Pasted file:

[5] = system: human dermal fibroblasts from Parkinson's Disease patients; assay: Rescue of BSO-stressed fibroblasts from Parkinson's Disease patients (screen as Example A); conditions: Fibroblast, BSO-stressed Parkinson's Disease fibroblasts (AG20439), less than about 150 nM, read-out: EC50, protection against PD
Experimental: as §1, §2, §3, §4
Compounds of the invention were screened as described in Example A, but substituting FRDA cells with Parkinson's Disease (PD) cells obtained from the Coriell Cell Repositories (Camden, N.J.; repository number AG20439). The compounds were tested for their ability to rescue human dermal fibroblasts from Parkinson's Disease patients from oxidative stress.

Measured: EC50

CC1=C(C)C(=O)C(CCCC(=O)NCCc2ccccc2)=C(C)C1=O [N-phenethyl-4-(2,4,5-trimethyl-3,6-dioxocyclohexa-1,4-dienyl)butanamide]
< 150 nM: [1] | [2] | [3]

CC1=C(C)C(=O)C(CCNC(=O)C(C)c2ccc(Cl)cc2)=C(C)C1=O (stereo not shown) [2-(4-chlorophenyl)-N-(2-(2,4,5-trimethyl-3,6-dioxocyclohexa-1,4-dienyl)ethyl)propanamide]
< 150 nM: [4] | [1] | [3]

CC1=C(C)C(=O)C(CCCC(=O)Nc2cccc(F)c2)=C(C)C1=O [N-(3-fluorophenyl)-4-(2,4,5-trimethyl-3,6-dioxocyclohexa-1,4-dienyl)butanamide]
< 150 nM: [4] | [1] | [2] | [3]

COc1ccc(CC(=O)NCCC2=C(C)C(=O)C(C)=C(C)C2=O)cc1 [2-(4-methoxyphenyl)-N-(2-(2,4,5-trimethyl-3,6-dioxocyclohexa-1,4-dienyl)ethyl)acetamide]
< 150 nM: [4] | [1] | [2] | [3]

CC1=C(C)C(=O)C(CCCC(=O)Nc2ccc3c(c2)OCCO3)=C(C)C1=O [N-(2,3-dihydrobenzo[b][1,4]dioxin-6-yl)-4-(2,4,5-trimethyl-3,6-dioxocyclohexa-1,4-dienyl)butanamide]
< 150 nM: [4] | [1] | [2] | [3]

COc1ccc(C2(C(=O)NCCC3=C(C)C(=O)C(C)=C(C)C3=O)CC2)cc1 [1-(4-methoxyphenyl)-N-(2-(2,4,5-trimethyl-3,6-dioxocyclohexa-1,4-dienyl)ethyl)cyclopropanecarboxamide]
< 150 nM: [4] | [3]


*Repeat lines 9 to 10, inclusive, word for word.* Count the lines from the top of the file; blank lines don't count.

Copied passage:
CC1=C(C)C(=O)C(CCCC(=O)Nc2cccc(F)c2)=C(C)C1=O [N-(3-fluorophenyl)-4-(2,4,5-trimethyl-3,6-dioxocyclohexa-1,4-dienyl)butanamide]
< 150 nM: [4] | [1] | [2] | [3]